Ashton’s fireworks put the heat on Smith
IN the spirit of Michael Bevan and James Faulkner, Australia has unearthed a new 'finisher' right on queue for their World Cup defence.
But the arrival of Ashton Turner comes with a catch.
How many one-armed warriors can Australia have in the one team?
Turner announced himself on the international scene with a scintillating match-winning knock against India - sending the one-day series into a decider in Delhi on Wednesday and making an overwhelming case that Australia can't do without his specialist skills in their 15-man World Cup squad.
However, Turner has a chronic shoulder injury which has limited his impact in the field in recent times, and that could put him on a potential collision course with former captain Steve Smith for a place in the final party.
Smith is back batting in the nets after elbow surgery and remains confident he can push his case for selection in the IPL. But there are severe doubts over whether Smith would be able to throw if picked for the World Cup.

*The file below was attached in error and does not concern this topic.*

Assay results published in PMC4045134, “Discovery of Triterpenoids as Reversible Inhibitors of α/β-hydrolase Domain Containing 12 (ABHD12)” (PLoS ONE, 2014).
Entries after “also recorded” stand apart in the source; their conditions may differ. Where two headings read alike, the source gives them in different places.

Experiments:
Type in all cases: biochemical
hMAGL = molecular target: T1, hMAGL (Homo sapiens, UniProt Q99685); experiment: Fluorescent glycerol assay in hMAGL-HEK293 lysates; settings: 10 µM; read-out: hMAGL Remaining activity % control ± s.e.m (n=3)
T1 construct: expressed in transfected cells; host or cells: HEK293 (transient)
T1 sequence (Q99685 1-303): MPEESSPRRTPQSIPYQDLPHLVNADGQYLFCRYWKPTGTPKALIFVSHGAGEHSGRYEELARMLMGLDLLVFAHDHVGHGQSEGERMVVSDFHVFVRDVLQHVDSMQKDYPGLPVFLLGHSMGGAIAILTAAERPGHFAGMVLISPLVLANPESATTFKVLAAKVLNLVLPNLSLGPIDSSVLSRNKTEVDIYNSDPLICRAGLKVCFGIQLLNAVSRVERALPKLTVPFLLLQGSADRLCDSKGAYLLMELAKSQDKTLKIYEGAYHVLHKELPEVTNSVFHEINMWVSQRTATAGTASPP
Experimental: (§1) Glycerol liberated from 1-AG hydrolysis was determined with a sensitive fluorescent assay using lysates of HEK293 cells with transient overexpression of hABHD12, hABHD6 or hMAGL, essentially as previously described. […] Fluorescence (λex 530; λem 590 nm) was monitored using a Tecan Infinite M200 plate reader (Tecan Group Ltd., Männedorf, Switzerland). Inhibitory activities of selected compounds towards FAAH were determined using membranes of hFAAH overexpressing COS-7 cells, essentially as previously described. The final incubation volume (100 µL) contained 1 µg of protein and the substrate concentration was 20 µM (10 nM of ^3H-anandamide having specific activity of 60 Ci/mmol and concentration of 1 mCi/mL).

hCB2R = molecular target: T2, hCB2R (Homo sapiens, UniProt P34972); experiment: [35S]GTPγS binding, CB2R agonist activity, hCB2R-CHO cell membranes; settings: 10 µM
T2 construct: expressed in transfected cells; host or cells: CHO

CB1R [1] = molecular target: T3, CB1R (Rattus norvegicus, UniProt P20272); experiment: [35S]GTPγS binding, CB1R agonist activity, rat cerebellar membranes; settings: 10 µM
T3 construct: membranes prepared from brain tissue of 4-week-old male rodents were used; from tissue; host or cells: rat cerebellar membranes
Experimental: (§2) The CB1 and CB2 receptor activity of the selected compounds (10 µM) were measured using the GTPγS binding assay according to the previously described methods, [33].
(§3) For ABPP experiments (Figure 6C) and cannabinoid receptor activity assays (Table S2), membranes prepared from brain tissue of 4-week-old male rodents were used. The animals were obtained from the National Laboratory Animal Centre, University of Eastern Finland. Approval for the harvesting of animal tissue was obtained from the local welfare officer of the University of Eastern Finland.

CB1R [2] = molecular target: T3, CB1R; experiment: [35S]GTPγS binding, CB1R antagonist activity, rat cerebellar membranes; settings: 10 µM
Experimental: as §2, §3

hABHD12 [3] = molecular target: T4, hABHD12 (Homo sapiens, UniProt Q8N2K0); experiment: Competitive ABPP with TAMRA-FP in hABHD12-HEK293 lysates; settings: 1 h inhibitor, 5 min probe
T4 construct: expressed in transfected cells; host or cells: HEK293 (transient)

Turner and Smith are completely different commodities in terms of what they bring to the table for Australia, but in the end, there may only be room for one of them due to the potential they will be physically restricted.
But which one will it be?
Australia has struggled to replace the likes of Michael Clarke, Shane Watson, Brad Haddin and Mitchell Johnson since their World Cup triumph back in 2015. But have they missed anyone more than James Faulkner?
The Tasmanian 'finisher' is still playing domestic cricket of course, but hasn't been his best in recent years due to a chronic knee injury.
At his peak - Faulkner was player of the final at the MCG four years ago - he was the most accomplished ice man in world cricket, and Australia haven't had one since.
Turner can't contribute with the ball due to his shoulder which means he doesn't have the versatility of Faulkner, but the West Australian has proven at BBL and now ODI level that he has a rare gift for clinching games with the blade.
Like Faulkner, he can clear a fence with ease, and like the original 'Finisher' Bevan, Turner's game IQ and ability to turn ones into twos with his electric running between the wickets is decisive.
The squeeze is well and truly on for batting spots in Australia's World Cup squad.
Peter Handscomb was thought to be the other player potentially in the line-of fire when Smith and David Warner returned - but the Victoria has shown his class with a maiden century in the famous monster run-chase in Mohali.
Handscomb and Smith have a similar rhythm as batsmen - and again - there may not be room for both.
But wicketkeeper Alex Carey may now be getting a little nervous given Handscomb's ability to also wear the gloves.
Usman Khawaja will now be very difficult to leave out after making a century and 90 in his past two starts.